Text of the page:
Aunner Calderon took a break from filling out a college scholarship application to recall his freshman year in the Union High School Newcomers program, when he was indeed a newcomer from Guatemala.
“When I moved to the United States I didn’t know how to speak English, and I didn’t have the confidence to speak the little English that I knew,” Aunner said.
But with the help of his teachers at Newcomers, a program for newly arrived immigrant and refugee students, he mastered English well enough to move into regular classrooms in four weeks — a process that normally takes Newcomers students a year.
The senior credits those teachers for launching and sustaining his high school success: compiling a 4.2 GPA, earning 48 early college credits, and now applying to half a dozen Michigan universities, including the University of Michigan and Michigan State University. Being part of Newcomers has been key to his good experience of school, said Aunner, who wants to become a surgical physician’s assistant.
“More than students or classmates, we become like a little family,” he said in impeccable English. “We help each other, we practice the English we are learning. I feel that is something that really helped me.”
However, the number of students being helped like Aunner is down drastically this fall, following the Trump administration’s ban on immigrants from seven countries and sharp reductions in refugees allowed into the country. The Oct. 3 student count day recorded 20 students in Newcomers, down by 65 from projections and by 120 from last spring. As a result, three of the four Newcomers teachers are being transferred to other GRPS schools.
“It’s sad, because (students) have less opportunity,” said Amanda Bursey, a teacher who will continue in the program. “A lot of them came here because they were escaping some terrible situation. That’s not an option for so many kids now. What about those other 120 kids that could have been here, is what we think about.”
Federal Restrictions Impact Arrivals
Newcomers serves students from ages 14 to 19 who need to learn English, math and other basic skills, and many of whom lack formal education or school documentation. Often, their families have come from refugee camps or fled traumatic situations in their home countries.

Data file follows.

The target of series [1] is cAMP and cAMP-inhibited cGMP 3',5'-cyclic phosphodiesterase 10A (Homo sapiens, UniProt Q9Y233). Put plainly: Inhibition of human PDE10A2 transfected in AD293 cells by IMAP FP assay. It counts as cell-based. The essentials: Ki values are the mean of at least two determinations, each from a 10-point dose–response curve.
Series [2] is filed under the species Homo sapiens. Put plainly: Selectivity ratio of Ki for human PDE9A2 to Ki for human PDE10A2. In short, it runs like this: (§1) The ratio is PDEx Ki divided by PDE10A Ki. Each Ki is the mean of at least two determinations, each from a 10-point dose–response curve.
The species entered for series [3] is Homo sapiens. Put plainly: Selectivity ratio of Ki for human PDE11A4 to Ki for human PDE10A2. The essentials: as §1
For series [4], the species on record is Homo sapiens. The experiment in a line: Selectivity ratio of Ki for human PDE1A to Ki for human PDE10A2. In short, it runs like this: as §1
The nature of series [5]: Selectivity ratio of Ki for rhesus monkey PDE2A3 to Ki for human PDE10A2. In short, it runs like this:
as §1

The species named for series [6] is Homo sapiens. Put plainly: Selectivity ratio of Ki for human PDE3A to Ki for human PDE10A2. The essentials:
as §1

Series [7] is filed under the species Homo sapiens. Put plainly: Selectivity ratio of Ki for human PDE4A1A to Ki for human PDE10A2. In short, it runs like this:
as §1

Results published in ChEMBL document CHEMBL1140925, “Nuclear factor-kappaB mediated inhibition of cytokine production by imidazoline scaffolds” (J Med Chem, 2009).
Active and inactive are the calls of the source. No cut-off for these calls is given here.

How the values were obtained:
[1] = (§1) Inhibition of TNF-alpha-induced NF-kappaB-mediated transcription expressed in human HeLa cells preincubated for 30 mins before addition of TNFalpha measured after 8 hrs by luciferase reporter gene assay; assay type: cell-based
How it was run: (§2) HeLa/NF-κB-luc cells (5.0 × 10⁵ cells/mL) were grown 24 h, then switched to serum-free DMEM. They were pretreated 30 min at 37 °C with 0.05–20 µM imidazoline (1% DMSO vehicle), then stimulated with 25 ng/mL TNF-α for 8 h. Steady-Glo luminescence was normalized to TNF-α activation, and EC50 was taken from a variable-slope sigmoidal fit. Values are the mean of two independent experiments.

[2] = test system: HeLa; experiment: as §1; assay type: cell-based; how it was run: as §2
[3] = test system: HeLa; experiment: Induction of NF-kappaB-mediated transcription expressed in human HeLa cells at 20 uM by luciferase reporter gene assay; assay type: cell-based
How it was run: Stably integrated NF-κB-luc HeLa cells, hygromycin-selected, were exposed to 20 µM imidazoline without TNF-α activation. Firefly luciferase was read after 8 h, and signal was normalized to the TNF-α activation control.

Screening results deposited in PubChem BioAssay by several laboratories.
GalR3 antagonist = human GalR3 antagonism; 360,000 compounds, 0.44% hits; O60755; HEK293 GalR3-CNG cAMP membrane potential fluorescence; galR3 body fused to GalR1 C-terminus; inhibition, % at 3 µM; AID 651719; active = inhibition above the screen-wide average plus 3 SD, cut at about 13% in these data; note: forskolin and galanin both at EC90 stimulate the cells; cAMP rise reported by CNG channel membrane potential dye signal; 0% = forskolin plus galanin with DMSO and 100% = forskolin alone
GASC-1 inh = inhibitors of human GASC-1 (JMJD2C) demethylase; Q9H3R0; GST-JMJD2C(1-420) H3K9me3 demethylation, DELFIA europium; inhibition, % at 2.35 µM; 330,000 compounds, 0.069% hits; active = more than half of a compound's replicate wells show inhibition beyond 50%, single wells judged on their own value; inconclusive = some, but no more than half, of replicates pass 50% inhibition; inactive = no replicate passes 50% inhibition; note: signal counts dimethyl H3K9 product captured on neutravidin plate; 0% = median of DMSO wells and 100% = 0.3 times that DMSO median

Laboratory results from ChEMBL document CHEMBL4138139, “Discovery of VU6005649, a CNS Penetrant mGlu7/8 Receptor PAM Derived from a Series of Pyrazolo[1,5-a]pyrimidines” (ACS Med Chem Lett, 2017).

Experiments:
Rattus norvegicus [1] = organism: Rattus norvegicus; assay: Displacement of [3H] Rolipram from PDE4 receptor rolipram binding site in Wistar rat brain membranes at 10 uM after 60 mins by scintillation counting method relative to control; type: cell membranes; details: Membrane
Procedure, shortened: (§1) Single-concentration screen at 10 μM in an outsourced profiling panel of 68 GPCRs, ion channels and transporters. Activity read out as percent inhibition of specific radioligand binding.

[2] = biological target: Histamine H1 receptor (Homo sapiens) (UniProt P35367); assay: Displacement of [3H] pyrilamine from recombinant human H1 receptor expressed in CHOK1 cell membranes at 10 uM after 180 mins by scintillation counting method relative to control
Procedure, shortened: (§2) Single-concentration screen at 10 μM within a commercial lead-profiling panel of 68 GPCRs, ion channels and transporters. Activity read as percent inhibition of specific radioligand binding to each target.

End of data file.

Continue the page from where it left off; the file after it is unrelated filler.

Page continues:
Since its inception seven years ago, Newcomers has normally seen between 60 and 90 students per year, said Halima Ismail, a school improvement facilitator who oversees the program. Last year saw a jump to as many as 162 at one point, boosted by an increase in refugees admitted under the Obama administration in 2016.
Ismail attributes the drop this fall to the Trump administration’s crackdown on immigrants at the Mexican border; its ban on refugees from seven countries including Muslim majority countries such as Iran, Syria and Somalia; and its slashing of the U.S. refugee limit.
“They are not allowed to come across,” Ismail said of many students seeking entry into the U.S. “They’re stuck in all the red tape.”
After a substantial increase in refugees coming into West Michigan two years ago, to almost 1,000, the area saw “drastic cuts” in the numbers to less than 600 arrivals in 2017 and this year, said Susan Kragt, executive director of the Refugee Education Center.
Other GRPS schools are also taking an enrollment hit due to the federal actions, and likely due to higher housing costs as well, said spokesman John Helmholdt. Tentative total enrollment figures show a decrease of 125 students from last year, to 16,568.
“Right now the national dialogue and the policy making that’s occurring is creating a hostile environment toward immigrants and refugees,” Helmholdt said. “It’s really sad and disappointing that children that need and deserve a high-quality education are effectively being denied that opportunity.”
By the Numbers
Bethany Christian Services, based in Grand Rapids, had 187 individuals, of all ages, arriving through its refugee resettlement program in 2018. That’s down from 276 in 2017 and 366 in 2016. “The drop is primarily due to the decrease in arrivals coming to the U.S.,” said Kristine Van Noord, program manager for refugee adult and family programs.
“We are still getting people, but not near at the numbers we were in 2016.”